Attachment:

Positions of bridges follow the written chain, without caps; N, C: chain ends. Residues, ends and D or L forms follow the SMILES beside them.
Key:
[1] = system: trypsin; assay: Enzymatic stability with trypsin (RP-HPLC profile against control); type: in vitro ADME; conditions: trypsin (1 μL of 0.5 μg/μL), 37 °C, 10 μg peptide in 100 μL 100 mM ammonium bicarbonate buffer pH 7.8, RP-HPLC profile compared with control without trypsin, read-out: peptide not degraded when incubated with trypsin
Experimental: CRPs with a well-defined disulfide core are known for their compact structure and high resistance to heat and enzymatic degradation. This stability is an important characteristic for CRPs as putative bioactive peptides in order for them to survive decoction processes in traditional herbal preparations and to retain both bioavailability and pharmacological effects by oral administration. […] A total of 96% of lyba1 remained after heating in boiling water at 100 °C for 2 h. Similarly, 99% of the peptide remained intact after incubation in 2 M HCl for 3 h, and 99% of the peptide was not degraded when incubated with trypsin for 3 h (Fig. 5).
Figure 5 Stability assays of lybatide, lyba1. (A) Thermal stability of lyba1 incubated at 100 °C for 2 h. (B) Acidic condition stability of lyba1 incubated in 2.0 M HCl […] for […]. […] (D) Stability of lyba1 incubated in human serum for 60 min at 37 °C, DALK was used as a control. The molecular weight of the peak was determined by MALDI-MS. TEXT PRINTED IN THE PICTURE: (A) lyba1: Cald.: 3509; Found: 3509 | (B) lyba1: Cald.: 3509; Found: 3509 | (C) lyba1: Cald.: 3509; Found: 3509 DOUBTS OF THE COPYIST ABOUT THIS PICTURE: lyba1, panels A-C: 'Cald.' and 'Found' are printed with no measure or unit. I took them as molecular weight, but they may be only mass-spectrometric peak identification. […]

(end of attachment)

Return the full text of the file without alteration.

Positions of bridges follow the written chain, without caps; N, C: chain ends. Residues, ends and D or L forms follow the SMILES beside them.
Key:
[1] = system: trypsin; assay: Enzymatic stability with trypsin (RP-HPLC profile against control); type: in vitro ADME; conditions: trypsin (1 μL of 0.5 μg/μL), 37 °C, 10 μg peptide in 100 μL 100 mM ammonium bicarbonate buffer pH 7.8, RP-HPLC profile compared with control without trypsin, read-out: peptide not degraded when incubated with trypsin
Experimental: CRPs with a well-defined disulfide core are known for their compact structure and high resistance to heat and enzymatic degradation. This stability is an important characteristic for CRPs as putative bioactive peptides in order for them to survive decoction processes in traditional herbal preparations and to retain both bioavailability and pharmacological effects by oral administration. […] A total of 96% of lyba1 remained after heating in boiling water at 100 °C for 2 h. Similarly, 99% of the peptide remained intact after incubation in 2 M HCl for 3 h, and 99% of the peptide was not degraded when incubated with trypsin for 3 h (Fig. 5).
Figure 5 Stability assays of lybatide, lyba1. (A) Thermal stability of lyba1 incubated at 100 °C for 2 h. (B) Acidic condition stability of lyba1 incubated in 2.0 M HCl […] for […]. […] (D) Stability of lyba1 incubated in human serum for 60 min at 37 °C, DALK was used as a control. The molecular weight of the peak was determined by MALDI-MS. TEXT PRINTED IN THE PICTURE: (A) lyba1: Cald.: 3509; Found: 3509 | (B) lyba1: Cald.: 3509; Found: 3509 | (C) lyba1: Cald.: 3509; Found: 3509 DOUBTS OF THE COPYIST ABOUT THIS PICTURE: lyba1, panels A-C: 'Cald.' and 'Found' are printed with no measure or unit. I took them as molecular weight, but they may be only mass-spectrometric peak identification. […]